|GIANG, VU THI HA|
Submitted to: BMC Genomics
Publication Type: Peer Reviewed Journal
Publication Acceptance Date: 10/31/2008
Publication Date: 10/31/2008
Citation: Wicker, T., Narechania, A., Sabot, F., Stein, J., Giang, V., Graner, A., Ware, D., Stein, N. 2008. Low-pass shotgun sequencing of the barley genome facilitates rapid identification of genes, conserved non-coding sequences and novel repeats. Biomed Central (BMC) Genomics. 9:518.
Interpretive Summary: Using a method that was devised for maize (K-mer frequencies as a universal tool to annotate large repetitive plant genomes), this work presents evidence that k-mer indexing works well for barley and wheat. In addition, here we illustrate that the unbiased survey sequence used to construct the index need not be traditional whole genome shotgun libraries. For Barley, the k-mer index was constructed with DNA reads produced by Solexa sequence, a next generation sequencing technology. Thus, in this study we demonstrate that the cost savings in precluding the need for manual repeat curation can be compounded by the ability to use cheaper sequencing in the generation of survey libraries. We also demonstrate that k-mer frequencies can be used to identify previously unknown repeat sequences that were missed by hand annotation and that excluding repeat sequence using this method makes detection and annotation of genes much more efficient. This study successfully extends the original effort devised in maize to other large plant genomes. The implication is that the method would be useful for any future sequencing project, especially among any highly repetitive plants that may be under consideration for biofuel initiatives. The ability to create cheap, abbreviated libraries of partial genome equivalents using any of the new next-generation sequencing technologies gives the method added flexibility and makes it a cost-effective alternative to traditional repeat detection.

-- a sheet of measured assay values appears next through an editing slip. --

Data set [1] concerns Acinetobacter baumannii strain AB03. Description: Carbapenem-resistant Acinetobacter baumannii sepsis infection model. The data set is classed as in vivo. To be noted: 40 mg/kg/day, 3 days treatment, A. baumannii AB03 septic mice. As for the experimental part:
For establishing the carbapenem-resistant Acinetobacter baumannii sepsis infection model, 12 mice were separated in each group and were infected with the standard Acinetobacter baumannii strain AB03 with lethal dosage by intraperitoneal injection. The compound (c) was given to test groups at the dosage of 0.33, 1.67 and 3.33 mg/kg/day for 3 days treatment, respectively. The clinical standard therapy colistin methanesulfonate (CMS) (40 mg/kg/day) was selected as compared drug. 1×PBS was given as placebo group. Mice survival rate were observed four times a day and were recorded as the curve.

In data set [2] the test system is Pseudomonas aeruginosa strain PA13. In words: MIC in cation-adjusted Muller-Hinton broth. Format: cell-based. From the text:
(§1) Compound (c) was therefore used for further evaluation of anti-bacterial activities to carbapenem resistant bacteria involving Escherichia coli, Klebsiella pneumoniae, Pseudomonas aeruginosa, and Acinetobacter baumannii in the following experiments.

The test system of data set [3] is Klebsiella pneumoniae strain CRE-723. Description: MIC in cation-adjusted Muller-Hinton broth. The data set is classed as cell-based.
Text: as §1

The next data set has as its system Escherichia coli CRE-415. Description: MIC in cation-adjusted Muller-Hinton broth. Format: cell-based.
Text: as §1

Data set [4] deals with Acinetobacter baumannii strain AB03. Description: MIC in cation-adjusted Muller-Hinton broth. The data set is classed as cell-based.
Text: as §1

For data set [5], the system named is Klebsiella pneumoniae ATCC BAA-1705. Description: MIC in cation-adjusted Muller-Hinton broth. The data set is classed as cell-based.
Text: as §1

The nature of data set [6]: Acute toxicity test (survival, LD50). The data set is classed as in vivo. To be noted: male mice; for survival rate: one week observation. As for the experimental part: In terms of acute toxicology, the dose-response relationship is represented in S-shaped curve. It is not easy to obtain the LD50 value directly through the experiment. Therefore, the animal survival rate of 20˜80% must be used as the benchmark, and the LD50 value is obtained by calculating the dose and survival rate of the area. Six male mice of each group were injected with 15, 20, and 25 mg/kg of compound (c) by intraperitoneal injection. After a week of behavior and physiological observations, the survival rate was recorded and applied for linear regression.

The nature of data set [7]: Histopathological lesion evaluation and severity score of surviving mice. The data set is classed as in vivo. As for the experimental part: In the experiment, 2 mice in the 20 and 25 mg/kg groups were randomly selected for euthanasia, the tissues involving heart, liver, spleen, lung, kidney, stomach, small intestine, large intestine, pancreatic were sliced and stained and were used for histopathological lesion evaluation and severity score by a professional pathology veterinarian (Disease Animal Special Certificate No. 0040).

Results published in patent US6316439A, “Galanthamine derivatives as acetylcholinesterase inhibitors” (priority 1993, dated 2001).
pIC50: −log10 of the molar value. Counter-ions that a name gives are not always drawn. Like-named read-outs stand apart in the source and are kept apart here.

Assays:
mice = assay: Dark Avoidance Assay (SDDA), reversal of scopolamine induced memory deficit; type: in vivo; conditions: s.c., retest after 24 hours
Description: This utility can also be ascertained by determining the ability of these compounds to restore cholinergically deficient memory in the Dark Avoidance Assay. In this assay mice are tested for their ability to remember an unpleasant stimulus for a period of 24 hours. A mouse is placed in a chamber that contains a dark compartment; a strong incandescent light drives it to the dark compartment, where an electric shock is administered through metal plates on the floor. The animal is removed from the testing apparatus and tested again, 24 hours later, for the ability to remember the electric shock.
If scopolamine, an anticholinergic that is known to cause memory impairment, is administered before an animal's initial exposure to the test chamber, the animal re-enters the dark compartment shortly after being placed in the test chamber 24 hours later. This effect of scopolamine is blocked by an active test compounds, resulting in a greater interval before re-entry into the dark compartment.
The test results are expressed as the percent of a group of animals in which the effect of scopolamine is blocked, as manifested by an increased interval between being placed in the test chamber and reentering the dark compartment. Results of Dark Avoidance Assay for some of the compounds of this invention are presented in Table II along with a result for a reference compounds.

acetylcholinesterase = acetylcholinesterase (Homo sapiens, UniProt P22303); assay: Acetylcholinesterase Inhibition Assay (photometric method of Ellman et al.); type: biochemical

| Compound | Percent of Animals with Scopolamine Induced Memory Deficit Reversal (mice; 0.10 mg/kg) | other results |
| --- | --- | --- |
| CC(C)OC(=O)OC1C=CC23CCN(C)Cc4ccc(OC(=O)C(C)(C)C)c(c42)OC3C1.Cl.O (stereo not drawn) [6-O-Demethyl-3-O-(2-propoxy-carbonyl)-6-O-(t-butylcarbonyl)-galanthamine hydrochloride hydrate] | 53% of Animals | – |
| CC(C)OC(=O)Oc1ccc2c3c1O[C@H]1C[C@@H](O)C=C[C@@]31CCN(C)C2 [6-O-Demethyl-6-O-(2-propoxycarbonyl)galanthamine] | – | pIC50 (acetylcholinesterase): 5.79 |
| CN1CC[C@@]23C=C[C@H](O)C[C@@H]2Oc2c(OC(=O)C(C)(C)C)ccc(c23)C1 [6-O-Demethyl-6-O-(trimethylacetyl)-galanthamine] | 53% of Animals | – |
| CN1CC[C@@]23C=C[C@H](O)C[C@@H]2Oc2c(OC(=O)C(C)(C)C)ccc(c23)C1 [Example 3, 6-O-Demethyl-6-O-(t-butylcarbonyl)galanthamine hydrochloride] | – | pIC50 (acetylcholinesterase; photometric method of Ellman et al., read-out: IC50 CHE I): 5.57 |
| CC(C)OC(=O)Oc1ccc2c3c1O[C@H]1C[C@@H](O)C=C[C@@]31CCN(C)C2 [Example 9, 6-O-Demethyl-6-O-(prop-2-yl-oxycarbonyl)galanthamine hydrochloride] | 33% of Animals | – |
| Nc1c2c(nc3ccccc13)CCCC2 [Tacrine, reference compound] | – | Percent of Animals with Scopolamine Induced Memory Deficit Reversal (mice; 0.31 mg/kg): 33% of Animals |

Technical Abstract: Background: Barley has one of the largest and most complex genomes of all economically important food crops. The rise of new short read sequencing technologies such as Illumina/Solexa permits such large genomes to be effectively sampled at relatively low costs. An MDR (Mathematically Defined Repeat) index can be generated from such short genomic sequence reads and can be exploited to map repetitive regions in genomic sequences. Results: We have generated 574 Mbp of Illumina/Solexa sequences from barley total genomic DNA, representing about 10% of a genome equivalent. From these sequences we generated an MDR index which was then used to graphically and qualitatively characterise repetitive regions in genomic sequences from barley. Comparison of the MDR plots with expert repeat annotation revealed a strong regional overlap between the two methods but still helped identify dozens of novel repeat sequences which were not recognised by hand-annotation. The MDR data was also used to identify gene-containing regions by exclusion of repetitive sequences in eight de-novo sequenced BAC clones. In exactly half of the identified candidate gene islands indeed gene sequences could be identified. By mapping the MDR on genomic sequences from (nota bene closely related) wheat Triticum monococcum, we also showed that MDR data is only of limited use across species boundaries as only a fraction of the repetitive sequences were recognised. Conclusion: Combining whole-genome Illumina/Solexa sequencing with MDR analysis of barley proved to be practically as efficient in repeat identification as manual expert annotation of genomic sequences. Circumventing the labour-intensive step of producing a specific repeat library, it provides an elegant and efficient tool for the identification of repetitive and low-copy (i.e potentially gene-containing sequences) regions in uncharacterised genomic sequences. The restriction that a particular MDR index can not be used across species is compensated by the low costs of Illumina/Solexa sequencing which makes any chosen genome accessible for whole-genome sequence sampling.